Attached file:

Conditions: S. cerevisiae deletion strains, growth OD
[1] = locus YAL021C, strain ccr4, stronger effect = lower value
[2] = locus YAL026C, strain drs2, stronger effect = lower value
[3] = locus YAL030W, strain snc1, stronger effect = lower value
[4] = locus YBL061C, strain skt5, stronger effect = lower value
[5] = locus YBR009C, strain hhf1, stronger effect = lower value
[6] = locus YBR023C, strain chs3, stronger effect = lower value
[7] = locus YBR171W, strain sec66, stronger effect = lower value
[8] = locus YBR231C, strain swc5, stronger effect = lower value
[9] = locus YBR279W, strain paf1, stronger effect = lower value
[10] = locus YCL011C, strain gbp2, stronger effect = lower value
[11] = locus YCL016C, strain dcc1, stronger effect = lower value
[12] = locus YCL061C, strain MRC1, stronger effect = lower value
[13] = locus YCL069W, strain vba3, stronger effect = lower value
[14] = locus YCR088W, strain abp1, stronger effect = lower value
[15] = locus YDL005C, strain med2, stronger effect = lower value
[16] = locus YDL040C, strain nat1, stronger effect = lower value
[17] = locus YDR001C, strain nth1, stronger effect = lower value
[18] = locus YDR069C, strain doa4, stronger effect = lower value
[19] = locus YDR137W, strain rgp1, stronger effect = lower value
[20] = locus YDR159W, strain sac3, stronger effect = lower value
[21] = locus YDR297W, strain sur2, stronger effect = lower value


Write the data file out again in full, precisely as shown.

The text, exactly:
Conditions: S. cerevisiae deletion strains, growth OD
[1] = locus YAL021C, strain ccr4, stronger effect = lower value
[2] = locus YAL026C, strain drs2, stronger effect = lower value
[3] = locus YAL030W, strain snc1, stronger effect = lower value
[4] = locus YBL061C, strain skt5, stronger effect = lower value
[5] = locus YBR009C, strain hhf1, stronger effect = lower value
[6] = locus YBR023C, strain chs3, stronger effect = lower value
[7] = locus YBR171W, strain sec66, stronger effect = lower value
[8] = locus YBR231C, strain swc5, stronger effect = lower value
[9] = locus YBR279W, strain paf1, stronger effect = lower value
[10] = locus YCL011C, strain gbp2, stronger effect = lower value
[11] = locus YCL016C, strain dcc1, stronger effect = lower value
[12] = locus YCL061C, strain MRC1, stronger effect = lower value
[13] = locus YCL069W, strain vba3, stronger effect = lower value
[14] = locus YCR088W, strain abp1, stronger effect = lower value
[15] = locus YDL005C, strain med2, stronger effect = lower value
[16] = locus YDL040C, strain nat1, stronger effect = lower value
[17] = locus YDR001C, strain nth1, stronger effect = lower value
[18] = locus YDR069C, strain doa4, stronger effect = lower value
[19] = locus YDR137W, strain rgp1, stronger effect = lower value
[20] = locus YDR159W, strain sac3, stronger effect = lower value
[21] = locus YDR297W, strain sur2, stronger effect = lower value